Bioprinting bionic corals of the future

Bioprinting algae? How it all began...

In 2015, a group of researchers at the Institute of Food Technology and Bioprocess Engineering and the Center for Translational Bone, Joint and Soft Tissue Research at the Technische Universitat Dresden (TUD) in Germany introduced the idea of "Green Bioprinting". Using bioprinting, they immobilized microalgae in hydrogels made of alginate and methylcellulose, and demonstrated that they were able to achieve stable growth, in contrast to suspension cultures that were dependent on temperature and illumination conditions. Practical applications of this work would include bioproduction of photosynthetic microorganisms for renewable energy, chemicals or pharmaceutical drugs. To learn about this work - read more.


Fast forward 5 years later, a group of researchers from UC San Diego and University of Cambridge showed how microalgae can be bioprinted to create bionic corals of the future - read more. By using a very unique approach, this group was able to create a hybrid photosynthetic biomaterial scaffold that uniquely re-created a microenvironment that is optimal for microalgae growth. 3D printing and bioprinting enabled them to create both the structural and functional aspects of the coral-algal symbiosis, enabling microalgae to achieve high spatial densities of up to 1 billion cells/mL.

What makes them different?

In studying the photosynthetic efficiency of coral-algae symbiosis, this group discovered that space efficient light management in corals could be used to overcome the problem of algal self-shading which is limiting the upscaling of microalgal cultivation. By utilizing a 2-step continuous light-projection based approach, the researchers were able to create precise scattering properties of the artificial coral scaffold. A combination of materials including a photosensitive hydrogel (gelatin-methacrylate - GelMA), polyethylene glycol diacrylate-based polymer (PEGDA) and cellulose-derived nanocrystals (CNC) were used to achieve the desired optical and mechanical properties of the photosynthetic scaffold. Check out this open access Nature Communications paper and see the cool electron microscopy and fluorescence images.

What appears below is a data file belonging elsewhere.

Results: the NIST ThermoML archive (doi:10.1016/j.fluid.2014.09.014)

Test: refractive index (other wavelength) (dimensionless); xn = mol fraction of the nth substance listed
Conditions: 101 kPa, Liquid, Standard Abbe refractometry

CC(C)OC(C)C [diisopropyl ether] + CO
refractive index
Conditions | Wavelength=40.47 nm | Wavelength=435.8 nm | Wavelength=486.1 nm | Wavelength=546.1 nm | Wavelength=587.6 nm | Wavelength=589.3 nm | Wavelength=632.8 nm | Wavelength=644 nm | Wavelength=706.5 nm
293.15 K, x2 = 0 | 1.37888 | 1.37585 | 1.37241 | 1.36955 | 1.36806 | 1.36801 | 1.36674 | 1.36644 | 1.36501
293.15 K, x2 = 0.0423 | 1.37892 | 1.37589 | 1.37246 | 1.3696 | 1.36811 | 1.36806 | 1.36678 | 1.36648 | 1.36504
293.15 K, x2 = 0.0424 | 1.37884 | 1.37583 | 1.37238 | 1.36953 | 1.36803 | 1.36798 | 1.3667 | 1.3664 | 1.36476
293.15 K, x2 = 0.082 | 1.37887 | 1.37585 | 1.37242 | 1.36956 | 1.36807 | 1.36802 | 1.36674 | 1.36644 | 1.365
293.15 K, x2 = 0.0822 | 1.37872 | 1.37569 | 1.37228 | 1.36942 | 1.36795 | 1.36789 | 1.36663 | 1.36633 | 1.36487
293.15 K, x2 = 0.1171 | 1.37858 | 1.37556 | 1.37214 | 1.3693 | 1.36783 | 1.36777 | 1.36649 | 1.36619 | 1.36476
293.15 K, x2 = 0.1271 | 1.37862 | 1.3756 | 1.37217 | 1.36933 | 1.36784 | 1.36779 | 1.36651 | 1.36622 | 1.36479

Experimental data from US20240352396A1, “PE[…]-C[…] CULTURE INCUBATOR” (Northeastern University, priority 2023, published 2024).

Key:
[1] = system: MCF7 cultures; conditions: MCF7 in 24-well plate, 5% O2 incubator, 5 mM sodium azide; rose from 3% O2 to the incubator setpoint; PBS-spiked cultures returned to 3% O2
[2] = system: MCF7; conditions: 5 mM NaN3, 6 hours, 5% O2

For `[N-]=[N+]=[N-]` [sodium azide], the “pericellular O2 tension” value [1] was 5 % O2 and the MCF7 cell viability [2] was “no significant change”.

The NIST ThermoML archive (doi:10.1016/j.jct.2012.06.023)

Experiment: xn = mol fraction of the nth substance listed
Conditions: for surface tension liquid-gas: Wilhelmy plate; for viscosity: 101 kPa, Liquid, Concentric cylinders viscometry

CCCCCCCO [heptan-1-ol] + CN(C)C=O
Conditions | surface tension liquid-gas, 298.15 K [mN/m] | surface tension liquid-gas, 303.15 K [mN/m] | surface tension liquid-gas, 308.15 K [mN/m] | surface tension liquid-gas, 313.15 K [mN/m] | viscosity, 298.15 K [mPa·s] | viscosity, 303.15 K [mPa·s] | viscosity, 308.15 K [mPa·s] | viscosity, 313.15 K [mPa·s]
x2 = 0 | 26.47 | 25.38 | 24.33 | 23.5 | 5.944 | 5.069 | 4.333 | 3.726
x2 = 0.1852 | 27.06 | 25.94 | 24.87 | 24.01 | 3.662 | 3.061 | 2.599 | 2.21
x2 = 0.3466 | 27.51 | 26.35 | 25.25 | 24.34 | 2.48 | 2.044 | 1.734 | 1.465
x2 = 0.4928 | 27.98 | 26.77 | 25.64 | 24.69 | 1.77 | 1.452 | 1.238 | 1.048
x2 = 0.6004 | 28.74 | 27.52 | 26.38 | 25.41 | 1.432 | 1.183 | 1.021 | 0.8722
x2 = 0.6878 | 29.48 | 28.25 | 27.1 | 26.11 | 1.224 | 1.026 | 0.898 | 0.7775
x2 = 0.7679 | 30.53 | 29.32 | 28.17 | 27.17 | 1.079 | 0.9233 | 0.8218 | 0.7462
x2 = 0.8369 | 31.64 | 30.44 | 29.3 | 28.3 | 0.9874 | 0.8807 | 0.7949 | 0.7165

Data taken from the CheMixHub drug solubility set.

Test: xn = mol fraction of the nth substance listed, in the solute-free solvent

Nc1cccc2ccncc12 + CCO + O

Looking ahead

The unique approach made by this group will certainly inspire others to look more closely at coral-algae symbiosis and the development of synthetic model systems for improving algae bioproduction. One limitation that we will need to overcome is scale up of bioprinting techniques and platforms to create larger constructs at the scale of photobioreactors. Perhaps a good discussion topic for the next blog!

Cool ideas | Easy projects

Inspired by the very first article, our previous group at SE3D had explored cool and fun projects to bioprint with microalgae. One idea we had was to see how we can use microalgae to create beautiful 3D algae plant structures for the home as an eco-friendly and low maintenance solution for those of us who do not have "a green thumb".

Around Xmas time, we thought about printing a microalgae Christmas tree starting from the first day of December and allowing algae to grow over time until you get a "green" Christmas tree packed with algae by December 25th. Even cooler - how about printing these with bioluminescent algae and create artificial "lava" algae lamps for your bedside stand?

Our Little Experiment

We have also experimented with 2 different concentrations of alginate-methylcellulose mixture and performed degradation studies over time to evaluate printability and structural integrity for microalgae in long-term culture up to 3-4 weeks. Some images taken from this experiment include: cylindrical scaffolds printed with 6% and 9% methylcellulose (MC) and 1% alginate solution, a spike-like shaped cylinder printed in 9% MC | 1% alginate and picture during printing process.

Observations made from this experiment included the printability of 9% MC hydrogels compared to 6% MC counterparts. On the same token, degradation in the integrity of the overall shape was more apparent in the 6% MC hydrogels as compared to the 9% MC hydrogels. Maximum growth was achieved in about 7-8 days and no apparent differences were made after 2 weeks.

Printing of alginate-methylcellulose hydrogels can be achieved using any extrusion based bioprinter. After printing, a simple cross-linking step can be performed by adding calcium chloride solution for 5-10 minutes to allow hydrogel to "solidify" and culture algae in appropriate medium per supplier  recommendations.

Good luck and have lots of fun printing algae!


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